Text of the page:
As I drove into Raleigh, North Carolina, my cell phone rang and my boss Riff purred at me with a sarcastic tone. "Is this Bill?"
"Yes Riff, it's me."
"Is this Bill Thomas?"
"What can I do for you, Riff," I asked with just a twinge of impatience.
"The Bill Thomas who drives cars badly and pisses of our clients wherever you go?"
"What does that mean?"
"It means I got a complaint about you, butterball. You asked that guy in Memphis to use his bathroom."
"Now wait a minute Riff, that guy said to be there at 10am sharp and he didn't show up until 11am.
I was waiting in an office and asked the receptionist politely if I could use the facilities."
"Oh, I get it now. You're a complete moron and can't help yourself. Haven't you ever heard of the rule where you never, ever ask to use the bathroom at a customer's office."
"No I do not know that rule. And I was waiting for an hour."
"Dammit, I don't care if you're waiting for ten hours. If you have to go, just squeeze your butt cheeks together and hold it."
"Not possible when I have to go."
"Then go out to the freakin' bushes or behind a tree, but don't you ever go to the bathroom again." He hung up on me, and I wondered if he had meant EVER... for the rest of my life?
I was driving a mobile TV studio installed in the back of a big van. It had a sattellite dish on top that extended up high for remote broadcasts. I found the studio I was to deliver to in Raleigh and jumped out of the van. I walked into a side door marked for delivery. A big, blustery man with a bright red face and a shock of white hair came marching up to me and said, "Did you bring the donuts?"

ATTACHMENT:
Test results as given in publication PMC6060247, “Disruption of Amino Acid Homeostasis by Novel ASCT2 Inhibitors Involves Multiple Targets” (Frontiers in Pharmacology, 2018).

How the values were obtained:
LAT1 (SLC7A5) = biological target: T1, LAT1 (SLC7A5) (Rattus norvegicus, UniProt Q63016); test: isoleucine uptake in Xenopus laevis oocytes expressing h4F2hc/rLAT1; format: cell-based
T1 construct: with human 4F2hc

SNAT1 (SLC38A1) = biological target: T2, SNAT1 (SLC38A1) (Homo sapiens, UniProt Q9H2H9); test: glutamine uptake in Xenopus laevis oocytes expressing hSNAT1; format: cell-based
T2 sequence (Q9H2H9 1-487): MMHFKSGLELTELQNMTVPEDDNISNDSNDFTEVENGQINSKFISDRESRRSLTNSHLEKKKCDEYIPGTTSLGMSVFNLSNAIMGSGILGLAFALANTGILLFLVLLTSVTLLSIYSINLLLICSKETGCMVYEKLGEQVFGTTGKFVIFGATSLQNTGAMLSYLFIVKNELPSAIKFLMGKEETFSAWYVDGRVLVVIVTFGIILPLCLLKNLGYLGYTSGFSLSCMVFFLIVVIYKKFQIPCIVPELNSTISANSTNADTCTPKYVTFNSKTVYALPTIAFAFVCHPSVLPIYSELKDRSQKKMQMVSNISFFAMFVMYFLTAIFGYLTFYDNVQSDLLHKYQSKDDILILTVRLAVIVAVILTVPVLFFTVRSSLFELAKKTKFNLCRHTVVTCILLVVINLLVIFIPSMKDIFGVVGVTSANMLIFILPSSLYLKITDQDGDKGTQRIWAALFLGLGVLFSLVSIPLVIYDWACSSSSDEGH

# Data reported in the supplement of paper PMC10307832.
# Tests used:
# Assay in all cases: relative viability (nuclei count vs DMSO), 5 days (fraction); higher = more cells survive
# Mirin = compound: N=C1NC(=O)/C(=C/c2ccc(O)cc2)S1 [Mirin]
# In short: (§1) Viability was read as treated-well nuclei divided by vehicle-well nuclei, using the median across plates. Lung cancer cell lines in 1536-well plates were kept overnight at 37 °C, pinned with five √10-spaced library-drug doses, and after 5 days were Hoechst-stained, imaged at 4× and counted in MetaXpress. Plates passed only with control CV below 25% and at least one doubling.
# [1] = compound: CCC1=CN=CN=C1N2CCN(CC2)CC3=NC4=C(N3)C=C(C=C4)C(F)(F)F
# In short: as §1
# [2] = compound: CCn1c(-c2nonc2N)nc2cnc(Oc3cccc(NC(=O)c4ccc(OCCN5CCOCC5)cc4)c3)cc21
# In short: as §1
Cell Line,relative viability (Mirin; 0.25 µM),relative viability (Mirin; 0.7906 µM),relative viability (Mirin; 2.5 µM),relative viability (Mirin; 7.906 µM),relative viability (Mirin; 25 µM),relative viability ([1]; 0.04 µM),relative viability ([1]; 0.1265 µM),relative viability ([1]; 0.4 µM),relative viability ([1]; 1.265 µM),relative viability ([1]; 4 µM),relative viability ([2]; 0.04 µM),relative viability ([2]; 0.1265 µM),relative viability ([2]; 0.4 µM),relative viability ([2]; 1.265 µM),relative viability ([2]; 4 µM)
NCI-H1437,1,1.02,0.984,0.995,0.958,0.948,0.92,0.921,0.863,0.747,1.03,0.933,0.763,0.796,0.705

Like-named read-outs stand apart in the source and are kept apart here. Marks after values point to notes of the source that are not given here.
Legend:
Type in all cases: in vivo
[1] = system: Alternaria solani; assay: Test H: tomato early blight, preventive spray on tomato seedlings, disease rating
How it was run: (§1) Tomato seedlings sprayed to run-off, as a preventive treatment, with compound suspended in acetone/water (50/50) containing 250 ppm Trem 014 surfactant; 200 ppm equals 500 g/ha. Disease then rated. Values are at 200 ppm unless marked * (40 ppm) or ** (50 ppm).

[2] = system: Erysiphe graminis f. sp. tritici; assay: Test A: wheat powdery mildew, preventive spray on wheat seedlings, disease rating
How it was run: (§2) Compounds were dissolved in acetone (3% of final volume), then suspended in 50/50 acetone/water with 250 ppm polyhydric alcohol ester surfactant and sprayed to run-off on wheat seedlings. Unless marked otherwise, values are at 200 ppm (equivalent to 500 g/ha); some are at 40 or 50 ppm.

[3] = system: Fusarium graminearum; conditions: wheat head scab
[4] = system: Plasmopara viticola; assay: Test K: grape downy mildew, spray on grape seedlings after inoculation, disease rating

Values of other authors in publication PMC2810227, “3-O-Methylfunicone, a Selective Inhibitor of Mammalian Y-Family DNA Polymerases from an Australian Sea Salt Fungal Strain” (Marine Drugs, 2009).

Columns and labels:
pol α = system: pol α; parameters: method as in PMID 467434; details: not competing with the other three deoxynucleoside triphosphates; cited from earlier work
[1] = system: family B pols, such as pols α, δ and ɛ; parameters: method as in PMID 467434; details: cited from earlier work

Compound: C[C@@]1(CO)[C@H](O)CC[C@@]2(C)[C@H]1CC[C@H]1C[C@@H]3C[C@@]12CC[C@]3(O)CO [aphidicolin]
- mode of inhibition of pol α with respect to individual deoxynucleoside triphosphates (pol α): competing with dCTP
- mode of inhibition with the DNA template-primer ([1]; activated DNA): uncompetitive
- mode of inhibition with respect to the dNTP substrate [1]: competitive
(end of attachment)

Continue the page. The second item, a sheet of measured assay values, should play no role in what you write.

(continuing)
I was confused, and assumed this was a case of mistaken identity. "No, no donuts."
He looked flustered and shook his head with an air of disappointment. "That's a bad start to your first day. Take care of it." He walked away, fairly exasperated. I turned around to see a frantic woman running towards me carrying a large box. She shoved it into my arms. I was baffled.
"Get these to editing room eight right now!" she shouted at me.
"For God's sake, we are on the air in ten minutes! Hurry, go, now, now, now!!"
I ran off in search of editing bay eight, and when I found it a guy opened the door and grabbed the box from me. "Took you long enough!" he said, without one ounce of gratitude.
Then I heard a herd of people coming towards me, led by an aggressively nervous man who was barking orders at those following him. "Second bank robbery this week in downtown Durham. Get over there, get interviews, talk to the cops, you know the drill." He stopped right in front of me and pointed a finger in my face. "You!"
I demured. "Me?"
"Yes you. I need you to drive the crew over in the news van. We just got a new one in out back."
"Yes sir, but you should know--"
He quickly interrupted. "All I need to know is that you are on your way to take my crew to cover the bank robbery. Go, go, go!"
I didn't have anywhere to be, and thought maybe this could be an adventure. Heck, nearly every day on my job is one big adventure. I got back into the van I had delivered, and the crew climbed in the back. I followed the GPS directions to downtown Durham, where it wasn't hard to find the bank with all the cop cars and emergency vehicles all over the place. I watched with fascination while the beautiful lady reporter interviewed cops, victims, eyewitnesses. And for me personally, it was cool to watch the technicians in the back of the van running the machinery that made it all work.
When we finally got back to the station, I was greeted at the door by the station manager. In my absence, he had figured out who I was and what had happened. He was extremely nice to me and full of apologies. I explained that it was an interesting experience and that I only hoped I would not get in trouble for it. He said that he'd rather it just stay our little secret, and I was happy to agree to that. He gave me a station jacket, then said he'd have to go. But he encouraged me to watch the bank robbery report on the news.
I nodded and chuckled. "Film at 11?"
He looked at me gravely serious and said, "No, no, this will be on the noon news."
Then I saw the red faced man who had been searching for donuts earlier headed my way, and decided to make a quick departure.